REVIEW: In ‘Pearson,’ We See a More Human Side to ‘Suits’ Jessica Pearson

Gina Torres as Jessica Pearson. Photo by Isabella Vosmikova. Courtesy of USA Network

Suits is a rating powerhouse for the USA Network. So when the network announced that Gina Torres’s character, Jessica Pearson, would get her own show, there were roars of triumph. The announcement was bigger than Torres; this was history in the making. Gina Torres is the first Afro-Latina woman to lead a television show.

A little rewind if you’re not a Suits fan: When we last saw her, Jessica Pearson had resigned from the law firm she created after being disbarred. In Pearson, she’s traded the law firm for city hall, and while she’s still powerful, she has something to prove. In her new position as the fixer, she makes new allies – Press Secretary Derrick Mayes (Eli Goree) – and encounters old foes, including Attorney Keri Allen (Bethany Joy Lenz). While Chicago Mayor Bobby Novak (Morgan Spector) is happy to have Jessica on his team, he has ulterior motives.

Photo by Isabella Vosmikova. Courtesy of USA Network
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Unlike Suits, we get a glimpse into Jessica’s personal life in Pearson. We see her gain a family, with Cousin Angela and Aunt Lillian – portrayed powerfully by Chantel Riley and veteran actress Juanita Jennings, respectively – coming into the picture. Her beau, Jeff Malone (D.B. Woodside), makes the leap with her from Suits.

While there are several familiar elements from Pearson‘s predecessor, you’ll be disappointed if you expect an extension of Suits. But the show is better for it.

Pearson shows us that Jessica is human. On Suits, she wasn’t vulnerable. But the move to Chicago and the Mayor’s office isn’t a smooth transition and she faces struggle. Jessica now has a boss; she also must establish a working relationship with Keri, the woman responsible for her new career. She navigates new terrain, including a co-worker, Yoli Castillo (Isabel Arraiza) who is not impressed by Jessica’s confidence or smart quips.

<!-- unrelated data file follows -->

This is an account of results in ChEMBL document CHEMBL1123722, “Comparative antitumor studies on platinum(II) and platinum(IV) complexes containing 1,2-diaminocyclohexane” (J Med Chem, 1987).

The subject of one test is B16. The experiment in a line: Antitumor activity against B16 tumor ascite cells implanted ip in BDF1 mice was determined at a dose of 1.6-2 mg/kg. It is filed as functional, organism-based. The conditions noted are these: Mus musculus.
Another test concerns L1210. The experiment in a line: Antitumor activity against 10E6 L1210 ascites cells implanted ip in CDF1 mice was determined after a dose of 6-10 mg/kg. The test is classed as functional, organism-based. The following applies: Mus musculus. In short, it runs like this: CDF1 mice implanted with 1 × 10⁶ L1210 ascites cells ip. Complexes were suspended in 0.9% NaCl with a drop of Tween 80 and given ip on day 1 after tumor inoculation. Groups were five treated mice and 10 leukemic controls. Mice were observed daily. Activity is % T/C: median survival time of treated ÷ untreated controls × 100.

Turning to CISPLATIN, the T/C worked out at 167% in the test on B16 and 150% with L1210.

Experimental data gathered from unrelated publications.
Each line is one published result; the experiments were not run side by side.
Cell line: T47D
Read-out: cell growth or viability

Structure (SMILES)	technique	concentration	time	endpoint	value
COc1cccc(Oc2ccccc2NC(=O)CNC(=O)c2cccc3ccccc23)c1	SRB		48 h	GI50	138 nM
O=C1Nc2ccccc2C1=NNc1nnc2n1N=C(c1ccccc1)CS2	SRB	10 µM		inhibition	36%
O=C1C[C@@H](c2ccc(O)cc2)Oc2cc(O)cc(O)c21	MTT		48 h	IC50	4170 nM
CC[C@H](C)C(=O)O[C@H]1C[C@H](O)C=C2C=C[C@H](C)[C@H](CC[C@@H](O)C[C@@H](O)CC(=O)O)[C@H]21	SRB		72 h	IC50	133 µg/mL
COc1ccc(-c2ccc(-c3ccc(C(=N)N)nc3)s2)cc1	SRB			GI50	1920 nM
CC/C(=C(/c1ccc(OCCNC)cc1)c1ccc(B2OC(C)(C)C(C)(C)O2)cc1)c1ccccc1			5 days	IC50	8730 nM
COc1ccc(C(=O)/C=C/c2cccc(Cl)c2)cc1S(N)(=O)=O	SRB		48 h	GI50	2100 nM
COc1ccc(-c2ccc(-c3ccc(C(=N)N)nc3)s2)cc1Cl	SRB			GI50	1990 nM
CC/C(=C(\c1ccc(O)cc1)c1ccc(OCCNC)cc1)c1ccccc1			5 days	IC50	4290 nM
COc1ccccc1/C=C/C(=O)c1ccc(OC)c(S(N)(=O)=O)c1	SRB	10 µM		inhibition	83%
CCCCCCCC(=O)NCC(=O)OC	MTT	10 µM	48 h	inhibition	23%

Photo by Isabella Vosmikova. Courtesy of USA Network
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Nothing is ever as it seems with Jessica and while she’s new to government something is amiss at city hall. She begins to question why she was brought on: Was it for her abilities or to keep her in line? If we know anything about Jessica Pearson, it’s that no one holds her in check.

Going into the viewing of the first episode, titled “The Alderman,” I was most concerned about whether or not the show would temper Jessica Pearson? Would they modify her so much that she no longer resembled the character we first met on Suits? I’m happy to say the answer is no. Giving her challenges makes her more appealing. And she is up against a lot. It’s not just at work; it’s also at home. Cousin Angela isn’t a fan. This tension-filled relationship ends up being one of the best parts of the show. Angela understands that underneath that polished veneer is a scared woman. As much as she’d like to welcome Jessica’s financial assistance, she’s not ready to accept all that comes with that gift.

On top of building on a character and showing us to see a new side to her, Pearson allows for moments where Jessica can speak Spanish. While her character wasn’t outright identified as Latina in the first episode, we know she is because of Gina Torres. In a recent interview with Vibe, Torres explained why it was important for the character to be Afro-Latina. “I was very specific about reinventing Jessica’s mythology and making sure, for the first time in my life, I would actually be playing an Afro-Latina character,” she said. “In the past, it was never an issue for me because I wasn’t in a position of power, but now, in this instance, I was, and I got to say, ‘This is who she is and we are going to reintroduce her to the world as a proud Afro-Latina character.”

We get sprinklings of it from the get go, particularly in her first meeting with Yoli. But, we still don’t know enough about this part of her character. We have met her relatives, but we don’t know how her background informs her in her life. With Torres’ involvement, I can only hope that this part will be more drawn out in the future.

Photo by Isabella Vosmikova. Courtesy of USA Network
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Some of Pearson‘s story is a bit predictable: Jessica and Keri aren’t going to be BFFs (shocking!); she’s learning the job is more of a setup and less of a lifeline. The more exciting storyline revolves around her and Nick, which leaves us wondering whether he’s the riddle to her mystery or the person who will reveal why she was brought to city hall.

I, for one, am looking forward to going on that journey with Jessica. After all, she’s at her best when the odds are stacked against her.

Pearson airs every Wednesday on the USA Network at 10 p.m.